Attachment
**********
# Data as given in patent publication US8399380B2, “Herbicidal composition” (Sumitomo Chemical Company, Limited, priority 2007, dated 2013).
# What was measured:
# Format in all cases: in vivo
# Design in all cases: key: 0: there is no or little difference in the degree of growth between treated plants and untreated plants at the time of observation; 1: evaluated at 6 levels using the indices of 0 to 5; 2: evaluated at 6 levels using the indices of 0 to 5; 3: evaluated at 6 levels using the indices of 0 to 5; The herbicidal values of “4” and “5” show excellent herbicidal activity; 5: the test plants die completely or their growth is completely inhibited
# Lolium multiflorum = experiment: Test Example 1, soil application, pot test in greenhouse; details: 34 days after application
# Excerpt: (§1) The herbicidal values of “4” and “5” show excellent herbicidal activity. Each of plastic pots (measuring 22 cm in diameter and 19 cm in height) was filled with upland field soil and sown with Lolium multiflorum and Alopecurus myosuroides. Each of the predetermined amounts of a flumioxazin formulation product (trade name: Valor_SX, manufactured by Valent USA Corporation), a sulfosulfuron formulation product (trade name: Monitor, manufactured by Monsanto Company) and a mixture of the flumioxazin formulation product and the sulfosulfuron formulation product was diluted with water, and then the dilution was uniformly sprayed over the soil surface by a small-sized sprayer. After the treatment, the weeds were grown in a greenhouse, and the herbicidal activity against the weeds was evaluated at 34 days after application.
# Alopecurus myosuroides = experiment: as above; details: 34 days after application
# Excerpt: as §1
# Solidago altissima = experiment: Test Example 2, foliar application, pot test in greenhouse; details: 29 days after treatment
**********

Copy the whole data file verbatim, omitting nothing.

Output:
# Data as given in patent publication US8399380B2, “Herbicidal composition” (Sumitomo Chemical Company, Limited, priority 2007, dated 2013).
# What was measured:
# Format in all cases: in vivo
# Design in all cases: key: 0: there is no or little difference in the degree of growth between treated plants and untreated plants at the time of observation; 1: evaluated at 6 levels using the indices of 0 to 5; 2: evaluated at 6 levels using the indices of 0 to 5; 3: evaluated at 6 levels using the indices of 0 to 5; The herbicidal values of “4” and “5” show excellent herbicidal activity; 5: the test plants die completely or their growth is completely inhibited
# Lolium multiflorum = experiment: Test Example 1, soil application, pot test in greenhouse; details: 34 days after application
# Excerpt: (§1) The herbicidal values of “4” and “5” show excellent herbicidal activity. Each of plastic pots (measuring 22 cm in diameter and 19 cm in height) was filled with upland field soil and sown with Lolium multiflorum and Alopecurus myosuroides. Each of the predetermined amounts of a flumioxazin formulation product (trade name: Valor_SX, manufactured by Valent USA Corporation), a sulfosulfuron formulation product (trade name: Monitor, manufactured by Monsanto Company) and a mixture of the flumioxazin formulation product and the sulfosulfuron formulation product was diluted with water, and then the dilution was uniformly sprayed over the soil surface by a small-sized sprayer. After the treatment, the weeds were grown in a greenhouse, and the herbicidal activity against the weeds was evaluated at 34 days after application.
# Alopecurus myosuroides = experiment: as above; details: 34 days after application
# Excerpt: as §1
# Solidago altissima = experiment: Test Example 2, foliar application, pot test in greenhouse; details: 29 days after treatment